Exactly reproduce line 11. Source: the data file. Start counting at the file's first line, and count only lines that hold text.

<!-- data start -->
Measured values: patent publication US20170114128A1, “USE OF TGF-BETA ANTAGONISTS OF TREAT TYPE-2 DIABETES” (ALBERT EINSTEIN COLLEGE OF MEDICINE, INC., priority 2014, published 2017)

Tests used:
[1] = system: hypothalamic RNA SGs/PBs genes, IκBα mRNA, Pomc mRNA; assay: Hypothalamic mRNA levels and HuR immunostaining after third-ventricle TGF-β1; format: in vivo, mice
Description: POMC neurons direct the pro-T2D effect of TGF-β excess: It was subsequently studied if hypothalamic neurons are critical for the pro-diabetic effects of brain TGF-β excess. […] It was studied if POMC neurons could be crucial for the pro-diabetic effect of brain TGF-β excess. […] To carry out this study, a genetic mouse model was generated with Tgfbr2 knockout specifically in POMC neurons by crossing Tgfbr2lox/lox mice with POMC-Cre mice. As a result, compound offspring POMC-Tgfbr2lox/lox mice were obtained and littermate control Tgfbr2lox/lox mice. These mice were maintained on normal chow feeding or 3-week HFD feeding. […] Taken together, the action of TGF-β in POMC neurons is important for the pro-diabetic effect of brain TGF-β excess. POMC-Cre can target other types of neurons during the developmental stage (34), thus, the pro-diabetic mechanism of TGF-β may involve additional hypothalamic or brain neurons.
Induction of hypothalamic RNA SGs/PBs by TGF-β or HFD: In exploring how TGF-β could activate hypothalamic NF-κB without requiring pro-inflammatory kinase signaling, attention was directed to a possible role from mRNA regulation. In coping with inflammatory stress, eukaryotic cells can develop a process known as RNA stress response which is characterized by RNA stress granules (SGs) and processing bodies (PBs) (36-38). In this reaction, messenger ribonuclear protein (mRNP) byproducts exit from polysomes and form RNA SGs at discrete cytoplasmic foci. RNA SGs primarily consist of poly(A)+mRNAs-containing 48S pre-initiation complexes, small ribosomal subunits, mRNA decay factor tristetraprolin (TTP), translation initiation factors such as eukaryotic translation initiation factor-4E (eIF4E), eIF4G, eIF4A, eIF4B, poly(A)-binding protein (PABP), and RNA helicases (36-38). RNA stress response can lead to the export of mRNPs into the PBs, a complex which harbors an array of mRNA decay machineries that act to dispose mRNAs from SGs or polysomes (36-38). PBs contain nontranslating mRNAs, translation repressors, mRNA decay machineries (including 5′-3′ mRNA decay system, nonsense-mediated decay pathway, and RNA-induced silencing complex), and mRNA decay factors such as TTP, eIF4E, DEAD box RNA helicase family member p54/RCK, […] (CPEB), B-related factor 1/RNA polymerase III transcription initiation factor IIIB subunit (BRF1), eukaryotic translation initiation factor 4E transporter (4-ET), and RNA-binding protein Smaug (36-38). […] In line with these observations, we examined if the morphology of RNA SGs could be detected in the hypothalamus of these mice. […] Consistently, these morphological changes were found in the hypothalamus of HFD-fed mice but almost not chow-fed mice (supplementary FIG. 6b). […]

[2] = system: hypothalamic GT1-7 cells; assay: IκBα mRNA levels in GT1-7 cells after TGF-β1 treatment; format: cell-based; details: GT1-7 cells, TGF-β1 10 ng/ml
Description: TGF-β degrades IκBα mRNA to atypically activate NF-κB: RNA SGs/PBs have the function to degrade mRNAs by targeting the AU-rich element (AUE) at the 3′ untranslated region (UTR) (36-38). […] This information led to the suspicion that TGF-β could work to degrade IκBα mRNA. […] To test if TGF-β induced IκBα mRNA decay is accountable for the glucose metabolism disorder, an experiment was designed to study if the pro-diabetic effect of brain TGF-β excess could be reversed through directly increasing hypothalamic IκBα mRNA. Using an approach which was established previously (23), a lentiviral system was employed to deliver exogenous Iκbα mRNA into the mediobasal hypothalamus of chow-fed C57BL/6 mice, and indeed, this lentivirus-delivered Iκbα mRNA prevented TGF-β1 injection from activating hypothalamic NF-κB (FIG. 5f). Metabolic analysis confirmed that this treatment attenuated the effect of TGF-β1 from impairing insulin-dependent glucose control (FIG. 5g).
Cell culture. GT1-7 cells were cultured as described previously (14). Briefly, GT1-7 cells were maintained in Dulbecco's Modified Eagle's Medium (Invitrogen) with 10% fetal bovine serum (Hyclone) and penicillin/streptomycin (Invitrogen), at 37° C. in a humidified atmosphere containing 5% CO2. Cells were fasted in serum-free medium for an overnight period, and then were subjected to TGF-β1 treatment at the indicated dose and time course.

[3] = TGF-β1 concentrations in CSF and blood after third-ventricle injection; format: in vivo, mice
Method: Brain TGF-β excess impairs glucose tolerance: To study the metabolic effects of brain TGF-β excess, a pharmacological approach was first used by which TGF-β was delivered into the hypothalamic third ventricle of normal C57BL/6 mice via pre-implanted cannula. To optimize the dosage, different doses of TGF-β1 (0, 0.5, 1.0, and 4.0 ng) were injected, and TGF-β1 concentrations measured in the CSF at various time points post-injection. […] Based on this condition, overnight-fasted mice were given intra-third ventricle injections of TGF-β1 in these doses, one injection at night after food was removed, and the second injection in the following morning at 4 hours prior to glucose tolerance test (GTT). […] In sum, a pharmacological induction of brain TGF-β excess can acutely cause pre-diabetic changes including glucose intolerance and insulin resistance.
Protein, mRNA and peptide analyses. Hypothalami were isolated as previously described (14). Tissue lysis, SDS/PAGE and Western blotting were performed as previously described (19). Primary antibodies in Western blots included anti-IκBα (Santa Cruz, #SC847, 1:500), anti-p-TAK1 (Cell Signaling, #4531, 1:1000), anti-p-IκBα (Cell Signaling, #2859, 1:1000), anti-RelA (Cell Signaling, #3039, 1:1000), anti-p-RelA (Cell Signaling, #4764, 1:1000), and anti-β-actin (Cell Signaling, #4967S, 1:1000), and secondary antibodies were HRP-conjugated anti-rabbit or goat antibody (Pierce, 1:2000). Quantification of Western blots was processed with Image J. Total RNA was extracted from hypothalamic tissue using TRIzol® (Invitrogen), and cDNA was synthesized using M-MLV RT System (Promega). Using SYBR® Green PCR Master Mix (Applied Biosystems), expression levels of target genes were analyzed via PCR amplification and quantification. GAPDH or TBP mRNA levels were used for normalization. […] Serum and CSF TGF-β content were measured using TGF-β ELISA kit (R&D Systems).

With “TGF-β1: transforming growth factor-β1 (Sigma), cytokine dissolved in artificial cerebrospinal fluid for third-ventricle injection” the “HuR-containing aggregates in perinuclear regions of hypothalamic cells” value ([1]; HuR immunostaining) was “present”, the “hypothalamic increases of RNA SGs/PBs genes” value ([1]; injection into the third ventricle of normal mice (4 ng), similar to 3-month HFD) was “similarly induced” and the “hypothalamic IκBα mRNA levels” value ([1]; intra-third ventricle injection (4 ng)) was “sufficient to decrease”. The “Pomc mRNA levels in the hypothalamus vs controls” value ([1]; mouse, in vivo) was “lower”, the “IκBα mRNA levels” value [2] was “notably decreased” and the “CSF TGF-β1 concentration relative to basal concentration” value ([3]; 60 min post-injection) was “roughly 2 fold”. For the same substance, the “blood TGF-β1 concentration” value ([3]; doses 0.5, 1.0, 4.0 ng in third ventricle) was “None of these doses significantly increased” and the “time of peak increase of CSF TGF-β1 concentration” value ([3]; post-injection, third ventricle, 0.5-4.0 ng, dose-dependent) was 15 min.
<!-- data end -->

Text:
Protein, mRNA and peptide analyses. Hypothalami were isolated as previously described (14). Tissue lysis, SDS/PAGE and Western blotting were performed as previously described (19). Primary antibodies in Western blots included anti-IκBα (Santa Cruz, #SC847, 1:500), anti-p-TAK1 (Cell Signaling, #4531, 1:1000), anti-p-IκBα (Cell Signaling, #2859, 1:1000), anti-RelA (Cell Signaling, #3039, 1:1000), anti-p-RelA (Cell Signaling, #4764, 1:1000), and anti-β-actin (Cell Signaling, #4967S, 1:1000), and secondary antibodies were HRP-conjugated anti-rabbit or goat antibody (Pierce, 1:2000). Quantification of Western blots was processed with Image J. Total RNA was extracted from hypothalamic tissue using TRIzol® (Invitrogen), and cDNA was synthesized using M-MLV RT System (Promega). Using SYBR® Green PCR Master Mix (Applied Biosystems), expression levels of target genes were analyzed via PCR amplification and quantification. GAPDH or TBP mRNA levels were used for normalization. […] Serum and CSF TGF-β content were measured using TGF-β ELISA kit (R&D Systems).